The types of Russian dissidents before and after the collapse of the Soviet Union


  • Tomas Kavaliauskas Center for Social and Political Criticism, Vytautas Magnus University



Dissidents, Kremlin critics, Russia, Soviet Union, Ukraine


This article analyses statements, attitudes and values of Russian dissidents and public Kremlin critics. Concrete personalities have been chosen: classic soviet dissident Vladimir Bukovski, journalist Alekseij Navalnij, historian Jurij Dmitrijev, writer Aleksander Solzhenytcin, chess world champion Gary Kasparov, punk rock Pussy riots members Nadezhda Tolokonikova, Marija Aliochina and Jekaterina Samucevič, businessman Michail Chodorkovski, public intellectual and TV actor Aleksander Nevzorov, Yakutia (Siberia) shaman Gabishev. The difference between classic dissidents and public critics of Vladimir Putin‘s regime is analyzed. Attention is given to the fact that today is hard to talk about dissidents in the same sense as it was used to do it in the Soviet Union times. The article includes discussion about the danger of Kremlin‘s critics to become political prisoners and how the regime of Putin today has speeded up repression of freedom of speech. Especially after February 24th, 2022 when Russian army invaded Ukraine. The beginning of the article defines what is a dissident, then later the article provides a distinction between a dissident and public Kremlin‘s critic. The latter, who as a critic of Russian President Putin‘s authoritarian regime, does not necessarily is a dissident. At the end of the article the dissidents and public critics of contemporary Kremlin‘s authoritarian regime are grouped according to their status and demands for Putin to step down from the office. The author concludes that contradictions among values of the dissidents and public Kremlin critics show ideological differences, due to what one should not expect Russia to become like European Union in terms of legal and political standards even if/when the regime changes.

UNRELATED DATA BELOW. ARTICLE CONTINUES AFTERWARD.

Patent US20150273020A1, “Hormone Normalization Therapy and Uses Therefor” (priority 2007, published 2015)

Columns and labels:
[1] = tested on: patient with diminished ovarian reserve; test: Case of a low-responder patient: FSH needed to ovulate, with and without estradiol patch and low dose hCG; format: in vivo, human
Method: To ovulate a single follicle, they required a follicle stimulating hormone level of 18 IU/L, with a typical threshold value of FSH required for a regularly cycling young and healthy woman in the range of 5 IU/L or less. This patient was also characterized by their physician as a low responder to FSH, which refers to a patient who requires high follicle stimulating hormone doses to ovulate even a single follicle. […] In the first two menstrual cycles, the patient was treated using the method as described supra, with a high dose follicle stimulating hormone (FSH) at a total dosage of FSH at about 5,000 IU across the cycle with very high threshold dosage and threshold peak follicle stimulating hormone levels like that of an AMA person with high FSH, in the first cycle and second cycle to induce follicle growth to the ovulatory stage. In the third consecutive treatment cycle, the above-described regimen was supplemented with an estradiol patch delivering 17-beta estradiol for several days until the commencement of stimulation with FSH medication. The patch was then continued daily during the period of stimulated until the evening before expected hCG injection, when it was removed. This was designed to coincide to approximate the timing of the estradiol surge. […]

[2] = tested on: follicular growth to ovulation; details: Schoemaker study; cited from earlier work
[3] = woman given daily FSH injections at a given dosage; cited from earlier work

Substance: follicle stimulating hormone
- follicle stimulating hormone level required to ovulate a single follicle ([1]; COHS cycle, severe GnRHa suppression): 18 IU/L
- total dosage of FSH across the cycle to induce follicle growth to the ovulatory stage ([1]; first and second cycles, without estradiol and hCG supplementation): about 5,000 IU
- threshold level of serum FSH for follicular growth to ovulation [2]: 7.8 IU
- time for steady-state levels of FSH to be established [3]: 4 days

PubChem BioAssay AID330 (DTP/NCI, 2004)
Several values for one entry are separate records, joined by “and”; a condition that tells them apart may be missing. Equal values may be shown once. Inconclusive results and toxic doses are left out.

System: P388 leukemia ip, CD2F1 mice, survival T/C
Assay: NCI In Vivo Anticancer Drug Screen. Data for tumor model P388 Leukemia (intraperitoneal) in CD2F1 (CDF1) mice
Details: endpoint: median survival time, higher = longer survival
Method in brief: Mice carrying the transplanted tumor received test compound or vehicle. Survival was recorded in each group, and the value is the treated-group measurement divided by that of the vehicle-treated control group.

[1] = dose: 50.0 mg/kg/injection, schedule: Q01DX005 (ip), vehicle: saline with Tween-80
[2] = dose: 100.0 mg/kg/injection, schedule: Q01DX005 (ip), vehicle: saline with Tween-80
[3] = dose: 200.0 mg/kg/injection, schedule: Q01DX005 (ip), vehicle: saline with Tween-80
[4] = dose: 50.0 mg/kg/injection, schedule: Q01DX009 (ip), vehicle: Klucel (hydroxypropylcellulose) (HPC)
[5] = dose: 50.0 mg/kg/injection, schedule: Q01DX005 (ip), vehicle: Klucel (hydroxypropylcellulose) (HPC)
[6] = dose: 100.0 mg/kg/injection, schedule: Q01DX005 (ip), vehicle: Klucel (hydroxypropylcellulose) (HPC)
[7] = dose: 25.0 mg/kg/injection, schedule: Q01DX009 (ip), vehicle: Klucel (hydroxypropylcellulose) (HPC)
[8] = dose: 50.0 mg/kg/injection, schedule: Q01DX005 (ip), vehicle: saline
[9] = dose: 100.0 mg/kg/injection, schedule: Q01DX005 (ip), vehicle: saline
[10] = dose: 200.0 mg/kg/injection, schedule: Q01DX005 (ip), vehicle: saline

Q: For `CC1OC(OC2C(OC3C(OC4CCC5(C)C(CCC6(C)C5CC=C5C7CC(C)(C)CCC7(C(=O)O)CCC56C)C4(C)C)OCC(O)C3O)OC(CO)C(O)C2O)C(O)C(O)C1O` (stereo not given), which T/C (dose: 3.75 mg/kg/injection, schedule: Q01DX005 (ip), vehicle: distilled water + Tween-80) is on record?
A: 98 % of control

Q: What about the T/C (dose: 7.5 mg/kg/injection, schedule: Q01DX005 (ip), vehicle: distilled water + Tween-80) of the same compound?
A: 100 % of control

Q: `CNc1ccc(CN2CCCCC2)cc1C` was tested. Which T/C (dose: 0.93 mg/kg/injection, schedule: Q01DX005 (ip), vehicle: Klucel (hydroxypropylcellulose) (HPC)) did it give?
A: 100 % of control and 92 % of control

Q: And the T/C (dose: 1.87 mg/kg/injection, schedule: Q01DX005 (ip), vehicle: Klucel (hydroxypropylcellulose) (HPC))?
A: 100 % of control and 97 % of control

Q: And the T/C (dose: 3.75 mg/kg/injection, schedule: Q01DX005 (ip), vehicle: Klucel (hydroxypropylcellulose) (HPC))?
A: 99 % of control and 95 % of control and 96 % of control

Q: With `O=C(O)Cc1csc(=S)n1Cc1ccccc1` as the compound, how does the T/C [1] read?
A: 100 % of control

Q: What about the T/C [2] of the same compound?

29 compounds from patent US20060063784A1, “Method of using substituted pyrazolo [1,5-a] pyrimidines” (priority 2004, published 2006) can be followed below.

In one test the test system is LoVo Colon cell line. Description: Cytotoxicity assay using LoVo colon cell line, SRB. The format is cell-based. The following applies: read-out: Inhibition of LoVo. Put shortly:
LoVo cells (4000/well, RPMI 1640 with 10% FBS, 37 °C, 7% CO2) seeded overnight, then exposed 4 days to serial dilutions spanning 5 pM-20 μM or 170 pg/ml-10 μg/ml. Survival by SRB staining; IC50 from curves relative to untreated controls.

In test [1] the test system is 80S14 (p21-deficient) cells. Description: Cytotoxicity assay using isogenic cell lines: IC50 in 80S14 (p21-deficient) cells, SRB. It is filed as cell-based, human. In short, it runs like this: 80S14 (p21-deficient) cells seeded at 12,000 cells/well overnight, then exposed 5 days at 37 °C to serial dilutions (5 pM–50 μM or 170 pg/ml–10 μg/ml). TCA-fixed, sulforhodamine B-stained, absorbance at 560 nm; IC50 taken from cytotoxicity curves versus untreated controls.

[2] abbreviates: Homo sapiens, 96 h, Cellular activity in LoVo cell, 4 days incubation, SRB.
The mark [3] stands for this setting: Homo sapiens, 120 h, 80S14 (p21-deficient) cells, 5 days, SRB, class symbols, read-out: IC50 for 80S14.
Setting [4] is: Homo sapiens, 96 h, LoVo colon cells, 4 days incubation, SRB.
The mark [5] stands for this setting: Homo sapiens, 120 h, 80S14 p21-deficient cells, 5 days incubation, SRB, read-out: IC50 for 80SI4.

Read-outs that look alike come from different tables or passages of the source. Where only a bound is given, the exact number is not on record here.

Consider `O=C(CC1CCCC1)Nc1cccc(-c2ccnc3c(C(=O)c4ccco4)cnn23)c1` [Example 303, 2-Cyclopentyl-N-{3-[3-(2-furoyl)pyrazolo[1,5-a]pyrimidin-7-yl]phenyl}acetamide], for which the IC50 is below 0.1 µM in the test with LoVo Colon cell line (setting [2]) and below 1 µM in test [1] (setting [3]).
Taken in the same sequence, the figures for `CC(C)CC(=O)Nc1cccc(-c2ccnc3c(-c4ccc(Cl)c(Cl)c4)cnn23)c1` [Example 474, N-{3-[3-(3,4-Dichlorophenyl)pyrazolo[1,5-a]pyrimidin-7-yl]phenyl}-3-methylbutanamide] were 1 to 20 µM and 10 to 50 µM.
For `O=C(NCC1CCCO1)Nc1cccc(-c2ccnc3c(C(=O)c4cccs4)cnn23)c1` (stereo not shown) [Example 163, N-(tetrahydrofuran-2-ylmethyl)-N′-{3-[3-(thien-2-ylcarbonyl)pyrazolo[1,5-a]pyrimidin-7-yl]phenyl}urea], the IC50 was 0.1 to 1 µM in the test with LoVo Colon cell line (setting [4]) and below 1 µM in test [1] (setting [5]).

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How to Cite

Kavaliauskas, T. (2022). The types of Russian dissidents before and after the collapse of the Soviet Union. Deeds and Days, 77, 101–122.